The kind where you maximize the connection between the wrists and the hips, the posterior leg muscles do the work, the arms are straight, the lats are packed and the bell comes to at or below shoulder level. If you want to build explosive hip power or a rock hard ass, this is a solid and safe bet. If you want to watch a tutorial of how to perform the high tension two handed kettlebell swing, click HERE. If this fails to check the box on what you would consider a full expression of the swing, I would look towards learning the single arm kettlebell snatch. As the movement is single armed, it is much more forgiving of poor overhead mobility. I recommend that everyone assess and work on their overhead mobility before putting any kind of load over their head. If you don’t own a position you shouldn’t be working there in the first place.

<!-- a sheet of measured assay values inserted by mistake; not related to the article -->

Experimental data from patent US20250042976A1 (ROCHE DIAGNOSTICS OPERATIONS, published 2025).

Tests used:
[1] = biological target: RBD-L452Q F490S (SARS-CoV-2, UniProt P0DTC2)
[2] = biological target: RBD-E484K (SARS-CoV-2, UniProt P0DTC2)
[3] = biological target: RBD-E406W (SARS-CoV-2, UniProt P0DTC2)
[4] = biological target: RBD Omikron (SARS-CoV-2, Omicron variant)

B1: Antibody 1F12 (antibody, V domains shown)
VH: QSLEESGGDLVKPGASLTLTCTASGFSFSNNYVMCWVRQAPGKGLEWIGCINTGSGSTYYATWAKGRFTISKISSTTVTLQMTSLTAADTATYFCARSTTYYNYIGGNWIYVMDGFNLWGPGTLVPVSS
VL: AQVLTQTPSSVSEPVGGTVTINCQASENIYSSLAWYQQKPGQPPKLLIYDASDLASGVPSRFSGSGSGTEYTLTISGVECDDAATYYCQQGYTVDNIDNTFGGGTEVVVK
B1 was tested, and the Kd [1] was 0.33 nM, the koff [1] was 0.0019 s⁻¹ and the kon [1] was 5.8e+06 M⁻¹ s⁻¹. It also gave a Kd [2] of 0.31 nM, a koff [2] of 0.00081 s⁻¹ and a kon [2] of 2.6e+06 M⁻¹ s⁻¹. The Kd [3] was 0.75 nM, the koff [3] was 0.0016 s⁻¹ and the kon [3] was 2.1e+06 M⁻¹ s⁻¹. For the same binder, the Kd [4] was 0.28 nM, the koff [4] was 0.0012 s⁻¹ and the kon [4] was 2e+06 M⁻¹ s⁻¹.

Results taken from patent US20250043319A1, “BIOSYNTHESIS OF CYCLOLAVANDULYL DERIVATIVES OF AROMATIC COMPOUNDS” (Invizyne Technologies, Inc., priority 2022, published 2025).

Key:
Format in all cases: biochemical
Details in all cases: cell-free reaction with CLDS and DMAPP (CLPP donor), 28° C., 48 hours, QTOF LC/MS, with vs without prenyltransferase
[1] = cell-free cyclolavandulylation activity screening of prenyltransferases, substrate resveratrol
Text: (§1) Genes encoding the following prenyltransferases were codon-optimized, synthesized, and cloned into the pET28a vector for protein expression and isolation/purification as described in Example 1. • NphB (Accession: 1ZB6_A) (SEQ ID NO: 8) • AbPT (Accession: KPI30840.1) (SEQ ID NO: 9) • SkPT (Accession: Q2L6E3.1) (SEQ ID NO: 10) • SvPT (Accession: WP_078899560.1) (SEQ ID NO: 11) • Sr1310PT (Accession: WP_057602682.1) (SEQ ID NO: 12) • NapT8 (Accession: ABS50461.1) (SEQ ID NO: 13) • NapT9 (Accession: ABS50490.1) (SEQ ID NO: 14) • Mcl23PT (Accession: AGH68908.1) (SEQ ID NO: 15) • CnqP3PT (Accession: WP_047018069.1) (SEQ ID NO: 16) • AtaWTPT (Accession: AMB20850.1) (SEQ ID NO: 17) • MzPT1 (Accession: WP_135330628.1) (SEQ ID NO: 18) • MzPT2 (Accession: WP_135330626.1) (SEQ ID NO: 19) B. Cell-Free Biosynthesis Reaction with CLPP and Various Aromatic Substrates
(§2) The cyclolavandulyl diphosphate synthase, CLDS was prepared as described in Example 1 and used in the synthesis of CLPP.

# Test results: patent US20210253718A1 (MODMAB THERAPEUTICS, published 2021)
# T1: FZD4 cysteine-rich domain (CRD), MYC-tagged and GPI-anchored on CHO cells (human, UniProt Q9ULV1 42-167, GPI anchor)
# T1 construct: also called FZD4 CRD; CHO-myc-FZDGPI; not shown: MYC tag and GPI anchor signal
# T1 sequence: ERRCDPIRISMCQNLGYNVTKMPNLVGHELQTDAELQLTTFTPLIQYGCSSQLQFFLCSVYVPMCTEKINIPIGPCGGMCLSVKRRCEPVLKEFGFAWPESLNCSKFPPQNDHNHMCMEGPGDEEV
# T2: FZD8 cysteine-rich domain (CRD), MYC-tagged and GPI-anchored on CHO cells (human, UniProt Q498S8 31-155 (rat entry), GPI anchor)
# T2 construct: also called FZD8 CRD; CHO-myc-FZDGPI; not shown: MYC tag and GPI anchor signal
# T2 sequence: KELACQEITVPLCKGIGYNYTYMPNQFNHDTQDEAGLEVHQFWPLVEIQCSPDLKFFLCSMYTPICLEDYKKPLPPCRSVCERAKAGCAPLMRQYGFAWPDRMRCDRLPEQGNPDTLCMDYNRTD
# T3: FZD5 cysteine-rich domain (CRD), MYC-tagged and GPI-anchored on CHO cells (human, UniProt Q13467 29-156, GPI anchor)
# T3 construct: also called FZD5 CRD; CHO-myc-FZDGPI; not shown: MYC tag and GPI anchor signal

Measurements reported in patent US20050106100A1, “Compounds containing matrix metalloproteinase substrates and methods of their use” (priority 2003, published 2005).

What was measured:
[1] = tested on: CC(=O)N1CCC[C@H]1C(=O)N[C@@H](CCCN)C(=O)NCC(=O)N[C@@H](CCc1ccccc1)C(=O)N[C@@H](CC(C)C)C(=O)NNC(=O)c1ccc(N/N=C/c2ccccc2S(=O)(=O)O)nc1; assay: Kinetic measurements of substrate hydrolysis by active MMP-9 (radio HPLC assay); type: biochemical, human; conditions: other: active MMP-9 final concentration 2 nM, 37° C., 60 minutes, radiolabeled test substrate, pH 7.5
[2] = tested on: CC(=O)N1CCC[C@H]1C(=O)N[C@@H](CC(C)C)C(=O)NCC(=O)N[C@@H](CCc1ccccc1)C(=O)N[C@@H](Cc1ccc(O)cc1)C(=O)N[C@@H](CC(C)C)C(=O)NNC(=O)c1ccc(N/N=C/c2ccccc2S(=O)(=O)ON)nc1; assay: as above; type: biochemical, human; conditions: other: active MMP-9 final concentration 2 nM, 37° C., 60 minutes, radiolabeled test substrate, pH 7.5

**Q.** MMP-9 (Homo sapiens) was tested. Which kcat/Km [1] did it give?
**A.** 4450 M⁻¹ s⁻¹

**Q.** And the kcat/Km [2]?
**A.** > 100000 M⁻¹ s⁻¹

In the kettlebell snatch when the bell is held overhead in a fixation position the handle is above the bell weight, as opposed to a bottoms up position where the bell weight is above the handle as in the American swing. It is much easier to control and manage the weight that you are throwing up and above your head, hopefully doing so without having to have your upper back muscles fire hard to prevent your arm from tearing off. The kettlebell snatch is an excellent all around movement for power, strength-endurance and conditioning. It is also a more advanced technique and it is best to learn it from a qualified instructor who can safely guide you. Finally if you feel that you are being short changed and that the American Swing is part of your shoulder routine, I would suggest you look elsewhere to other safer and better controlled pressing and shoulder strengthening movements with a dumbbell, barbell or kettlebell. Exercise doesn’t always have to be complex or work every muscle in your body at once, whether by accident or on purpose. It is ok to work kettlebell swings for your lower body and military presses or front raises for your shoulders. This is why supersets were invented!